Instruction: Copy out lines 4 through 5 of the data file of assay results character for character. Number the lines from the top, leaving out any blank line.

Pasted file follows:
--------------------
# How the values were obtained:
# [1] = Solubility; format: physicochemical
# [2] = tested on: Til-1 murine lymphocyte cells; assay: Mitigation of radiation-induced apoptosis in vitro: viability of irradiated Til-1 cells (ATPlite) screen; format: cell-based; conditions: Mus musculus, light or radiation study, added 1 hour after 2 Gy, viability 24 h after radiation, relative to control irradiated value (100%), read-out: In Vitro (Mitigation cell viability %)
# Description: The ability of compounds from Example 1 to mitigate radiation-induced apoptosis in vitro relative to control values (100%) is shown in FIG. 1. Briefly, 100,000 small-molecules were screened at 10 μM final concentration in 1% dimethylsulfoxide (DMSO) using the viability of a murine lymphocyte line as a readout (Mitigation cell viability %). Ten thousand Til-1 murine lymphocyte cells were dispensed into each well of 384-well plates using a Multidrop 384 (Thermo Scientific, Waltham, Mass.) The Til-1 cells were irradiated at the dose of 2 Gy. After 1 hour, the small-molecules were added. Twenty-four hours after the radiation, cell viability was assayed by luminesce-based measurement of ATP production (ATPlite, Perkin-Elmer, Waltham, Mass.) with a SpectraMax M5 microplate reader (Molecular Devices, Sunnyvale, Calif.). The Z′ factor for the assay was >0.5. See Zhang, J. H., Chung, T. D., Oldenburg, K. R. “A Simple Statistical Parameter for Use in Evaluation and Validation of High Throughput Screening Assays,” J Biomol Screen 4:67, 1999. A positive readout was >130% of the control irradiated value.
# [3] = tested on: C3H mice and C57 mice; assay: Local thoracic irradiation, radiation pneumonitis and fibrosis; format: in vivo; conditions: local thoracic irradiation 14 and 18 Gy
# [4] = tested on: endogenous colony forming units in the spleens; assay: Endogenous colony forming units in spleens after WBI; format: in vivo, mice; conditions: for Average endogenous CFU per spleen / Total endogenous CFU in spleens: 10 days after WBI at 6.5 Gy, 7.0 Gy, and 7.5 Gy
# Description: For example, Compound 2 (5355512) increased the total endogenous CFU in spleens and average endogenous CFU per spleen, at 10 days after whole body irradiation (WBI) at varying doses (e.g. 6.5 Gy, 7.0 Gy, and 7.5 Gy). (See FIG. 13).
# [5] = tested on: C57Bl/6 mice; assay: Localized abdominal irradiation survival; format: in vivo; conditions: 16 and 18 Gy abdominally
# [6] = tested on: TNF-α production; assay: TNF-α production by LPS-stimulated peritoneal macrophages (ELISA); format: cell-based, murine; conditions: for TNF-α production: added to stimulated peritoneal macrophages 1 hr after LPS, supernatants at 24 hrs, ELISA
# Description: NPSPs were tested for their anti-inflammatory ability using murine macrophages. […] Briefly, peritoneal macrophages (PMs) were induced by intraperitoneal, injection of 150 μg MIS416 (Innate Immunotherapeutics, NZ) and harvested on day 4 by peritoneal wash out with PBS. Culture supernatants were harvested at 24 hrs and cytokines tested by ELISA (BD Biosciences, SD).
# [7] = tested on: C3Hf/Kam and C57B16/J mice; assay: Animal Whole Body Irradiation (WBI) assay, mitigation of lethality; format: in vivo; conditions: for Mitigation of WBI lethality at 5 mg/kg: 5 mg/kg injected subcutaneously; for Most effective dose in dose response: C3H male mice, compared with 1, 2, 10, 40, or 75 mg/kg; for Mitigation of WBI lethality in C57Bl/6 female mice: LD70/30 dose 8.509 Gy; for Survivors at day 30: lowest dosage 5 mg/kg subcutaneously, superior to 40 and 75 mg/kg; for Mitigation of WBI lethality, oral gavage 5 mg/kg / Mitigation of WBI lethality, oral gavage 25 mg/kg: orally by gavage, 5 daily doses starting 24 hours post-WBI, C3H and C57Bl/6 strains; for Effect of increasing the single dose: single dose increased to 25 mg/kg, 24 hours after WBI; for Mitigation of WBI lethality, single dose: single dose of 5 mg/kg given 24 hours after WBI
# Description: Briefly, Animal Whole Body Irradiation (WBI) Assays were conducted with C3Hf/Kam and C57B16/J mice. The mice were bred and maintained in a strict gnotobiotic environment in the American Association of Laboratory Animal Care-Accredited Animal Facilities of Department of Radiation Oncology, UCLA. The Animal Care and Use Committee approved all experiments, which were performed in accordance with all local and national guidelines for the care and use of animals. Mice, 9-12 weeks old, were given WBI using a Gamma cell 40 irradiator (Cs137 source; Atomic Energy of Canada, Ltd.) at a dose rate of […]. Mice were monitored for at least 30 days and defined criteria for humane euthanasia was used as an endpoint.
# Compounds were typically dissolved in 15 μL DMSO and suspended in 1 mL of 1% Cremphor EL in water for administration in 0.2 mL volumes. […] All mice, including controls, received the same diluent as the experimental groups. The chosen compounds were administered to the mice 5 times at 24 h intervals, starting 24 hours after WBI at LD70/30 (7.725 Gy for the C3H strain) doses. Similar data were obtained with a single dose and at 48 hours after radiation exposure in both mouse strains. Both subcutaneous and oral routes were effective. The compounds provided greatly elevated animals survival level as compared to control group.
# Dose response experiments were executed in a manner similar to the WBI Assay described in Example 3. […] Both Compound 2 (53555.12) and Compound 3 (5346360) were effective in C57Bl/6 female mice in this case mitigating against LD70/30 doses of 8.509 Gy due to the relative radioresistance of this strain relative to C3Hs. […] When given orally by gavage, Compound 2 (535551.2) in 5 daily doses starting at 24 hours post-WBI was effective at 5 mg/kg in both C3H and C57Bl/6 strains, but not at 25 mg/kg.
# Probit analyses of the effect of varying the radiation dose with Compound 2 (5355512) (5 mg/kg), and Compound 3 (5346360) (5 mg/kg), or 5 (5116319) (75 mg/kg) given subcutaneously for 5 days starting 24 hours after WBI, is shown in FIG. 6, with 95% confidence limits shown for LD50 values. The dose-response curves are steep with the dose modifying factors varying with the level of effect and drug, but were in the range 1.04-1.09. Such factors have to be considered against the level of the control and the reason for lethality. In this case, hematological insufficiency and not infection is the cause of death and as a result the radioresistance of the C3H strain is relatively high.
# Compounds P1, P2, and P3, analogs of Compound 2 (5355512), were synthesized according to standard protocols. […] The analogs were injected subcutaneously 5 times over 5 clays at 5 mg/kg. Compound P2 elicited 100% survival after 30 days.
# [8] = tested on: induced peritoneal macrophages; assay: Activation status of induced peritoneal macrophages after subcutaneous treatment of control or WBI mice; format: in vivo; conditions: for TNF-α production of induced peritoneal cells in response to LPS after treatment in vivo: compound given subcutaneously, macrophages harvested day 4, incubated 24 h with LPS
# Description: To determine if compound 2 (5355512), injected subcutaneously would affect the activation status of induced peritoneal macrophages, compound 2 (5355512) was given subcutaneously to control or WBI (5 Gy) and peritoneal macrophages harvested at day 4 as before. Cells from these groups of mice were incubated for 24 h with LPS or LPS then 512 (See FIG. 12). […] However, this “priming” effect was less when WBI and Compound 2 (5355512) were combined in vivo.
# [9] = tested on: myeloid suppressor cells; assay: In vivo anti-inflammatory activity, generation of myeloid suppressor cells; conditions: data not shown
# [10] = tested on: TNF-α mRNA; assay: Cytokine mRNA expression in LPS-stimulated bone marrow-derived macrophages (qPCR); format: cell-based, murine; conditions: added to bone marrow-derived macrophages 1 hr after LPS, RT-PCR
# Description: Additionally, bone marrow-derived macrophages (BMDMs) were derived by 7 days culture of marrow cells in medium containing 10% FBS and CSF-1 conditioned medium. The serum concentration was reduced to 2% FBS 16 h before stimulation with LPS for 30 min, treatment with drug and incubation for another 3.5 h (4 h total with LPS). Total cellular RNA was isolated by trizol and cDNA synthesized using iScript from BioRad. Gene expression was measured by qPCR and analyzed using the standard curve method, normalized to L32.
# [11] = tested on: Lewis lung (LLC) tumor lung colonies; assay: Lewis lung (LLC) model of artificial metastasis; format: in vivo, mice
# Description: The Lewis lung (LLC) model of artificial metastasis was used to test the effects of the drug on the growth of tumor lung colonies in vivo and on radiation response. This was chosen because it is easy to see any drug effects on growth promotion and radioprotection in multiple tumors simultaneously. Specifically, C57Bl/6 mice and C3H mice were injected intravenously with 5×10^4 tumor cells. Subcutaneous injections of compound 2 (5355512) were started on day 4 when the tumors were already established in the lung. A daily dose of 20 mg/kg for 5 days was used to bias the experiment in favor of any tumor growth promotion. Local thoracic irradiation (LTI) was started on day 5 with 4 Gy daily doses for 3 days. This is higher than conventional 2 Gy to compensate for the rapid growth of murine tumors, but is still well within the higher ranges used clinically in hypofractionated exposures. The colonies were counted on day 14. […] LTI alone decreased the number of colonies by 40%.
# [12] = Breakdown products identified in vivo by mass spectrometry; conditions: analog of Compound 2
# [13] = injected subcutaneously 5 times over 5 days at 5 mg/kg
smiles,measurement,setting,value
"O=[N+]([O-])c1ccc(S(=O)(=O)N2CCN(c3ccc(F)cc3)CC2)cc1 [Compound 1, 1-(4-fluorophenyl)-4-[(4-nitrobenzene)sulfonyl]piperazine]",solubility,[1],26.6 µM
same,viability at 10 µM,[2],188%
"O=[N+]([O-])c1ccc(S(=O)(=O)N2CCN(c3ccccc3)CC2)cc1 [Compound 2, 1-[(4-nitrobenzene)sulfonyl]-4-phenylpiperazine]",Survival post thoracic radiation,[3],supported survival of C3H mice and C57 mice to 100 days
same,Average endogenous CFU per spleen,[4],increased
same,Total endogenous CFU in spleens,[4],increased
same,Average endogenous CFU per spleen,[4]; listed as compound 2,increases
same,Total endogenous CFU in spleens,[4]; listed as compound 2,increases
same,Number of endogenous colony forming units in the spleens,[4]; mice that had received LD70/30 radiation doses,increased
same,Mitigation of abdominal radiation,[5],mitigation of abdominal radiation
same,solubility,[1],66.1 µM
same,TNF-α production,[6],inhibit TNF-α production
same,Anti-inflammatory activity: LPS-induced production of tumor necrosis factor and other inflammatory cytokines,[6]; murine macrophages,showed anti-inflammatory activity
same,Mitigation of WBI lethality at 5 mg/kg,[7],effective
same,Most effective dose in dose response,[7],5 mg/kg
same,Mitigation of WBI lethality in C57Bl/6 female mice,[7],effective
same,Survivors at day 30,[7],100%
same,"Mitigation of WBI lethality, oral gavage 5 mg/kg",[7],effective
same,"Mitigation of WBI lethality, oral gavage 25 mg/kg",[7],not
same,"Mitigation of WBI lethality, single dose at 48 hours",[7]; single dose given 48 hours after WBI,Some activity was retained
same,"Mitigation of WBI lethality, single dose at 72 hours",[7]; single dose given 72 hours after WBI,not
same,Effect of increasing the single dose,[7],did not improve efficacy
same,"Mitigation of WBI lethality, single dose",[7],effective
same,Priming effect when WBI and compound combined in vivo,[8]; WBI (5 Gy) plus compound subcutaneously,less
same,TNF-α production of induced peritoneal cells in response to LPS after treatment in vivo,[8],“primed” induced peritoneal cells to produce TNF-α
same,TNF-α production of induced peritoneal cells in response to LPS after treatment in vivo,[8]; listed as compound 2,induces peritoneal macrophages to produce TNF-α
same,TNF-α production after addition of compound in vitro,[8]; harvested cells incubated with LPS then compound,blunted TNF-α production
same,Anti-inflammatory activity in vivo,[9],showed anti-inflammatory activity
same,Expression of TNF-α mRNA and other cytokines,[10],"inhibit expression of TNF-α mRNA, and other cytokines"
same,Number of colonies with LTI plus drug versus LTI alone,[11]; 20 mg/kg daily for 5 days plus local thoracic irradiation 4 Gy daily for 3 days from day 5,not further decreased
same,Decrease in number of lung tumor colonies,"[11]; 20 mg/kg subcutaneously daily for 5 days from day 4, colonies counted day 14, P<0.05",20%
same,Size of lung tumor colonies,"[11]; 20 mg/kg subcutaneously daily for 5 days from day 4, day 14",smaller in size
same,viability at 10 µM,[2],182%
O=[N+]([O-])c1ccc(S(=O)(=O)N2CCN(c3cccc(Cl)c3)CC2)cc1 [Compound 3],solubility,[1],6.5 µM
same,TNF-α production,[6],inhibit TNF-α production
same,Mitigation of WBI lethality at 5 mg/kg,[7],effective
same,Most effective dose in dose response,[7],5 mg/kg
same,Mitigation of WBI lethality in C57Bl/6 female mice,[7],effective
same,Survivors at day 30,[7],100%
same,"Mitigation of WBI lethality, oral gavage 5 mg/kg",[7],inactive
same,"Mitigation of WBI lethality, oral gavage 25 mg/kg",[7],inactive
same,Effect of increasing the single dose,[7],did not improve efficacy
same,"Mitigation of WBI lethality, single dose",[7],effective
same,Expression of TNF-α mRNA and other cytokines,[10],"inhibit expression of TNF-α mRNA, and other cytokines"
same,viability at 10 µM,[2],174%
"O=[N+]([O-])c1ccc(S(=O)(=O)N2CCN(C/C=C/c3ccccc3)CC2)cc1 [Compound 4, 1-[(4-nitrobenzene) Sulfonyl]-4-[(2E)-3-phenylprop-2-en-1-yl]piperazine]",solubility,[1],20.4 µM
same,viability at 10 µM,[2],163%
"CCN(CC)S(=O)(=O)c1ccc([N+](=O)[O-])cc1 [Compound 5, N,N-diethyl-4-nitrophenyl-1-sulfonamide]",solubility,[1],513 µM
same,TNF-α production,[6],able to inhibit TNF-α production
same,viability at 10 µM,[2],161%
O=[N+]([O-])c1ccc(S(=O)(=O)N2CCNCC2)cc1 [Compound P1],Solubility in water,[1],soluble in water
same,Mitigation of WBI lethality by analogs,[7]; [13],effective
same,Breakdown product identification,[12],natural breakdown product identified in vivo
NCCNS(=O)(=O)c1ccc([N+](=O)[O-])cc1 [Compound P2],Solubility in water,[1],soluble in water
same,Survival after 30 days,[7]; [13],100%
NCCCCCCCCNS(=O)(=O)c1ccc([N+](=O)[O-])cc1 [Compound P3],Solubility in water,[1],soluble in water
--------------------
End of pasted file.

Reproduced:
# Description: The ability of compounds from Example 1 to mitigate radiation-induced apoptosis in vitro relative to control values (100%) is shown in FIG. 1. Briefly, 100,000 small-molecules were screened at 10 μM final concentration in 1% dimethylsulfoxide (DMSO) using the viability of a murine lymphocyte line as a readout (Mitigation cell viability %). Ten thousand Til-1 murine lymphocyte cells were dispensed into each well of 384-well plates using a Multidrop 384 (Thermo Scientific, Waltham, Mass.) The Til-1 cells were irradiated at the dose of 2 Gy. After 1 hour, the small-molecules were added. Twenty-four hours after the radiation, cell viability was assayed by luminesce-based measurement of ATP production (ATPlite, Perkin-Elmer, Waltham, Mass.) with a SpectraMax M5 microplate reader (Molecular Devices, Sunnyvale, Calif.). The Z′ factor for the assay was >0.5. See Zhang, J. H., Chung, T. D., Oldenburg, K. R. “A Simple Statistical Parameter for Use in Evaluation and Validation of High Throughput Screening Assays,” J Biomol Screen 4:67, 1999. A positive readout was >130% of the control irradiated value.
# [3] = tested on: C3H mice and C57 mice; assay: Local thoracic irradiation, radiation pneumonitis and fibrosis; format: in vivo; conditions: local thoracic irradiation 14 and 18 Gy